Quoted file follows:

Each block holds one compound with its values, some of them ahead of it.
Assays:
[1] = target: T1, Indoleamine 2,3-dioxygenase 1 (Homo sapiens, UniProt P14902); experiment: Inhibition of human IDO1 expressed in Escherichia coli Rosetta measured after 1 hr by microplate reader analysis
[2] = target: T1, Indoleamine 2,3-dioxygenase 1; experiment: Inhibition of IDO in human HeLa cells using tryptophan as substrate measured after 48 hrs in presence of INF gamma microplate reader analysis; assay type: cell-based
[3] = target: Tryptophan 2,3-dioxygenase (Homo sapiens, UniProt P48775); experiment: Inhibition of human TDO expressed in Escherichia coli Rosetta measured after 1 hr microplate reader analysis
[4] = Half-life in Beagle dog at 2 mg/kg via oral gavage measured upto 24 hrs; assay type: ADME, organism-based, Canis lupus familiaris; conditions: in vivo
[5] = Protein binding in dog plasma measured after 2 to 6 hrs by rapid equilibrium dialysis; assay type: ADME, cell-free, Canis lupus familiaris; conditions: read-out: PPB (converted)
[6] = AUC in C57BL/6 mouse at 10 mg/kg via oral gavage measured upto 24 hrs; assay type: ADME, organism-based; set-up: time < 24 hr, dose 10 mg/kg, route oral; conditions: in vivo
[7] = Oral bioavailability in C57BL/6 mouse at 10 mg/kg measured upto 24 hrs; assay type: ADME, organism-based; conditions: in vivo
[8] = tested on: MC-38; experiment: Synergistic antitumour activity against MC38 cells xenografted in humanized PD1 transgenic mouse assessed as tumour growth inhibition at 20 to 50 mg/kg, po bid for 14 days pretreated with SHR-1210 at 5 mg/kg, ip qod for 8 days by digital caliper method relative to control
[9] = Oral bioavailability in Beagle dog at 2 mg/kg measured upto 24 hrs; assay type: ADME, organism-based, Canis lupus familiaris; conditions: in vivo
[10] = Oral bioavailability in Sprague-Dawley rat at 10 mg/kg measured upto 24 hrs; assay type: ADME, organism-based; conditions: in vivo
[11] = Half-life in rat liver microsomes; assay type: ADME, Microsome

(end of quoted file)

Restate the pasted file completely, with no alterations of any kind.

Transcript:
Each block holds one compound with its values, some of them ahead of it.
Assays:
[1] = target: T1, Indoleamine 2,3-dioxygenase 1 (Homo sapiens, UniProt P14902); experiment: Inhibition of human IDO1 expressed in Escherichia coli Rosetta measured after 1 hr by microplate reader analysis
[2] = target: T1, Indoleamine 2,3-dioxygenase 1; experiment: Inhibition of IDO in human HeLa cells using tryptophan as substrate measured after 48 hrs in presence of INF gamma microplate reader analysis; assay type: cell-based
[3] = target: Tryptophan 2,3-dioxygenase (Homo sapiens, UniProt P48775); experiment: Inhibition of human TDO expressed in Escherichia coli Rosetta measured after 1 hr microplate reader analysis
[4] = Half-life in Beagle dog at 2 mg/kg via oral gavage measured upto 24 hrs; assay type: ADME, organism-based, Canis lupus familiaris; conditions: in vivo
[5] = Protein binding in dog plasma measured after 2 to 6 hrs by rapid equilibrium dialysis; assay type: ADME, cell-free, Canis lupus familiaris; conditions: read-out: PPB (converted)
[6] = AUC in C57BL/6 mouse at 10 mg/kg via oral gavage measured upto 24 hrs; assay type: ADME, organism-based; set-up: time < 24 hr, dose 10 mg/kg, route oral; conditions: in vivo
[7] = Oral bioavailability in C57BL/6 mouse at 10 mg/kg measured upto 24 hrs; assay type: ADME, organism-based; conditions: in vivo
[8] = tested on: MC-38; experiment: Synergistic antitumour activity against MC38 cells xenografted in humanized PD1 transgenic mouse assessed as tumour growth inhibition at 20 to 50 mg/kg, po bid for 14 days pretreated with SHR-1210 at 5 mg/kg, ip qod for 8 days by digital caliper method relative to control
[9] = Oral bioavailability in Beagle dog at 2 mg/kg measured upto 24 hrs; assay type: ADME, organism-based, Canis lupus familiaris; conditions: in vivo
[10] = Oral bioavailability in Sprague-Dawley rat at 10 mg/kg measured upto 24 hrs; assay type: ADME, organism-based; conditions: in vivo
[11] = Half-life in rat liver microsomes; assay type: ADME, Microsome